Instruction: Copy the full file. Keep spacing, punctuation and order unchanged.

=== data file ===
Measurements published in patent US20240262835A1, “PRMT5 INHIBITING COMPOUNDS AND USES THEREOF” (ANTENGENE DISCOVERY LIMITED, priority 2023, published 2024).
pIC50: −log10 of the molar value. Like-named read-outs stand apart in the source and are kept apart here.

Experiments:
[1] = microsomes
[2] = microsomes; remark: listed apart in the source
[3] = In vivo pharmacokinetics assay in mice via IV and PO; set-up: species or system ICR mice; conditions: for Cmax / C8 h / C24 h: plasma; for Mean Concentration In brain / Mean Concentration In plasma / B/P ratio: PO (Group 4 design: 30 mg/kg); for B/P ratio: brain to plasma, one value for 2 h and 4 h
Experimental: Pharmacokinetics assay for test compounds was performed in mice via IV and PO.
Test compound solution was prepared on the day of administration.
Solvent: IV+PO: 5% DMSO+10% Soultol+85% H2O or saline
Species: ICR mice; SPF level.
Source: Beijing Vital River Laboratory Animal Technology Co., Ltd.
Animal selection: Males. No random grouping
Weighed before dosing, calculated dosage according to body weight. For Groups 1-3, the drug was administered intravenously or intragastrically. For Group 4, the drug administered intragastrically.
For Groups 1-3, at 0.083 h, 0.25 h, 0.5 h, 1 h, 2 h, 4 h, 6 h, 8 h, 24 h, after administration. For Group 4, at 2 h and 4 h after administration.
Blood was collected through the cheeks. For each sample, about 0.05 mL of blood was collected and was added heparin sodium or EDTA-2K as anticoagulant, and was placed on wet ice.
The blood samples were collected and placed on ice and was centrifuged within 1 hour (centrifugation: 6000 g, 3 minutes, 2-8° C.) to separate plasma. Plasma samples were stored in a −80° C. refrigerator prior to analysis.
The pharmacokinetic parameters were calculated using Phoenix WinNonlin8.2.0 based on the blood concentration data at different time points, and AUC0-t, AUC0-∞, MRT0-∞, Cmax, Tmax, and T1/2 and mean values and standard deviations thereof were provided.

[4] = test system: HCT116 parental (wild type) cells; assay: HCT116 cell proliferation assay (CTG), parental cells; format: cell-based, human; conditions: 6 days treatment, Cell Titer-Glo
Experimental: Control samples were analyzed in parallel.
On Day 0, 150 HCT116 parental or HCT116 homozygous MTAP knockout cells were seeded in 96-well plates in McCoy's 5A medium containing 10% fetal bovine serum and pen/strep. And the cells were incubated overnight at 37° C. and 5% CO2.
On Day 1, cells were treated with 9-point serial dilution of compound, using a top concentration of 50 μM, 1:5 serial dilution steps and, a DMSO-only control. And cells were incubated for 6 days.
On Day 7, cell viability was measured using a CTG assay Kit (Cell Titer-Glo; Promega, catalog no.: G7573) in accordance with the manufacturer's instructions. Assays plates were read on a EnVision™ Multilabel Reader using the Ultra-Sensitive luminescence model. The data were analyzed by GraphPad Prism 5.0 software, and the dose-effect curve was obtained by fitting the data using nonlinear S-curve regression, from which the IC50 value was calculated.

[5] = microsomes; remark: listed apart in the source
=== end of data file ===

Measurements published in patent US20240262835A1, “PRMT5 INHIBITING COMPOUNDS AND USES THEREOF” (ANTENGENE DISCOVERY LIMITED, priority 2023, published 2024).
pIC50: −log10 of the molar value. Like-named read-outs stand apart in the source and are kept apart here.

Experiments:
[1] = microsomes
[2] = microsomes; remark: listed apart in the source
[3] = In vivo pharmacokinetics assay in mice via IV and PO; set-up: species or system ICR mice; conditions: for Cmax / C8 h / C24 h: plasma; for Mean Concentration In brain / Mean Concentration In plasma / B/P ratio: PO (Group 4 design: 30 mg/kg); for B/P ratio: brain to plasma, one value for 2 h and 4 h
Experimental: Pharmacokinetics assay for test compounds was performed in mice via IV and PO.
Test compound solution was prepared on the day of administration.
Solvent: IV+PO: 5% DMSO+10% Soultol+85% H2O or saline
Species: ICR mice; SPF level.
Source: Beijing Vital River Laboratory Animal Technology Co., Ltd.
Animal selection: Males. No random grouping
Weighed before dosing, calculated dosage according to body weight. For Groups 1-3, the drug was administered intravenously or intragastrically. For Group 4, the drug administered intragastrically.
For Groups 1-3, at 0.083 h, 0.25 h, 0.5 h, 1 h, 2 h, 4 h, 6 h, 8 h, 24 h, after administration. For Group 4, at 2 h and 4 h after administration.
Blood was collected through the cheeks. For each sample, about 0.05 mL of blood was collected and was added heparin sodium or EDTA-2K as anticoagulant, and was placed on wet ice.
The blood samples were collected and placed on ice and was centrifuged within 1 hour (centrifugation: 6000 g, 3 minutes, 2-8° C.) to separate plasma. Plasma samples were stored in a −80° C. refrigerator prior to analysis.
The pharmacokinetic parameters were calculated using Phoenix WinNonlin8.2.0 based on the blood concentration data at different time points, and AUC0-t, AUC0-∞, MRT0-∞, Cmax, Tmax, and T1/2 and mean values and standard deviations thereof were provided.

[4] = test system: HCT116 parental (wild type) cells; assay: HCT116 cell proliferation assay (CTG), parental cells; format: cell-based, human; conditions: 6 days treatment, Cell Titer-Glo
Experimental: Control samples were analyzed in parallel.
On Day 0, 150 HCT116 parental or HCT116 homozygous MTAP knockout cells were seeded in 96-well plates in McCoy's 5A medium containing 10% fetal bovine serum and pen/strep. And the cells were incubated overnight at 37° C. and 5% CO2.
On Day 1, cells were treated with 9-point serial dilution of compound, using a top concentration of 50 μM, 1:5 serial dilution steps and, a DMSO-only control. And cells were incubated for 6 days.
On Day 7, cell viability was measured using a CTG assay Kit (Cell Titer-Glo; Promega, catalog no.: G7573) in accordance with the manufacturer's instructions. Assays plates were read on a EnVision™ Multilabel Reader using the Ultra-Sensitive luminescence model. The data were analyzed by GraphPad Prism 5.0 software, and the dose-effect curve was obtained by fitting the data using nonlinear S-curve regression, from which the IC50 value was calculated.

[5] = microsomes; remark: listed apart in the source